5 Resume Strategies: Get out of the Applicant Vortex & Into the Candidate Pool

There’s something about a new year AND a new decade that gets people thinking about making big changes in their lives. For some, this includes looking for a new job.  If this is you or someone close to you, you probably know about the horror stories of applying for jobs on-line, never to hear a peep in return -- tens, even hundreds of resumes into a black hole!!!


Well, the truth is, applying for a job on-line today usually means an Applicant Tracking System (ATS) using Artificial Intelligence (AI), NOT a human recruiter, screens your resume. So I'm going to get right to it and provide you with what you need to know in the most direct and concise way possible. I know, it's a lot, but your efforts will pay off. Take these steps NOW to help you get out of that applicant vortex and into the candidate pool!


DISCLAIMER:  Certain fields/roles may require more comprehensive resumes or CVs (e.g., academic, international and some scientific roles).




Starting with the format, your fancy resume is no good here!! Submit resumes in Microsoft WORD unless instructed otherwise. The other common format is PDF, but do NOT upload a format that is not specified. Remember to eliminate fancy formatting to keep from confusing the ATS:  fonts, graphics, boxes, photos, etc.   Use a chronological format as ATS' use dates to calculate your experience.   


You've heard it before, please limit your resume to TWO pages and 15 years of experience, and place your education in the last section of your resume unless recently completed. 



I cannot stress this enough: REVIEW and EDIT your resume for EACH role to which you apply and place the most relevant information in the top third of your resume -- the most valuable resume real estate. You'll also want to use EACH posting’s keywords throughout your resume as appropriate because the ATS will use those keywords to assess your qualifications.  Jobscan.co is a great on-line tool that helps you optimize your resume keywords for each job listing to increase your chances of making it to the candidate pool.



Highlight your greatest accomplishments by quantifying your work and results. Questions to ask yourself and things to consider as you're building your resume:

  • What was your specific role and what specific skills did you use? 
  • What impact did YOU make/problem did you solve?
  • Identify span of responsibility (number of projects, clients, or cases; number of people trained or served; notable interfaces e.g., other departments, external contacts, leadership levels, etc.).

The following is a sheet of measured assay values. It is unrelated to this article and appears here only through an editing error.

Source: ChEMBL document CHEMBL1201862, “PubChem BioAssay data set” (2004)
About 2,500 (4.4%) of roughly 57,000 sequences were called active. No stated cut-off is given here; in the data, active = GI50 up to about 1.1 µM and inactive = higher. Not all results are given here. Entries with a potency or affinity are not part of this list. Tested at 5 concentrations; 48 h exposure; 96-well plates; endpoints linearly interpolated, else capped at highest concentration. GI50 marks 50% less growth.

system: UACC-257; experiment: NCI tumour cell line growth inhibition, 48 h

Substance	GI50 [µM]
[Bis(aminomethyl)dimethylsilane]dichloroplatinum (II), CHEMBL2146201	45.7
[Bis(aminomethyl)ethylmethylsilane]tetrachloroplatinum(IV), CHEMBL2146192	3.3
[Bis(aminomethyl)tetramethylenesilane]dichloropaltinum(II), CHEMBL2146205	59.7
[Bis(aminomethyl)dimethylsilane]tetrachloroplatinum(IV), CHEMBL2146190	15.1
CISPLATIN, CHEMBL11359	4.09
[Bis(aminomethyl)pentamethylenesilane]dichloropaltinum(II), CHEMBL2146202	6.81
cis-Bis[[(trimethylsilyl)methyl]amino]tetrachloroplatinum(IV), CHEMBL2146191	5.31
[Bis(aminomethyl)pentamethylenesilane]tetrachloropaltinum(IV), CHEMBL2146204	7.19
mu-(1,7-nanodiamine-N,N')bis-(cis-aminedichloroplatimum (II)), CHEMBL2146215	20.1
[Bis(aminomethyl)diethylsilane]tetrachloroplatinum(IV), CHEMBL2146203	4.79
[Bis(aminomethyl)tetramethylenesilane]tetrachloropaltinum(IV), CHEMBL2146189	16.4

• Quantify resources managed and results (size of team, budget; efficiencies gained, innovations, increased sales, etc.).
  • Did you exceed expectations?  


I recommend that clients write their own resumes, especially if you struggle with promoting your accomplishments.  By recounting, quantifying and distilling your responsibilities and accomplishments, you communicate them with greater clarity, authenticity and confidence during an interview and while networking.


Even though I recommend doing the writing yourself, consulting with a career coach provides personalized attention that helps you identify the most important parts of your experience to highlight given the roles for which you are applying.


If you are unable to work directly with a career coach, check any university career site for the latest resume/career advice and updates on trends and technology. They provide valuable information to help their students find the best opportunities upon graduation and beyond.



It's always great if you can avoid the ATS for as long as possible. Making LIVE connections through your network can take you a long way in the job hunting process. Eventually, you'll likely have to submit your application electronically, but you may have an upper hand by having advocates within the company or close to its employees.  In these cases, having two resumes can be helpful.


When personally distributing your resume, you can use a more fancy, eye-catching format. Just know that you'll need to submit a different resume when you have to formalize your application on line.



To get your copy of my resume tip sheet AND a list of action verbs to help ENERGIZE your resume, click the button below to download the document.

I hope you find these strategies helpful. Let me know how it goes in the comments section below.

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Comments: 1
  • #1

    Nina (Friday, 31 January 2020 09:48)

    Excellent Robin! Can you write about “aging-out” of corporate America jobs?! It’s a real issue with misguided principles about why hiring people over 50 (though legally this cant be admitted to) is not advantageous (salary requirements, agility in roles, etc)... My thoughts!!!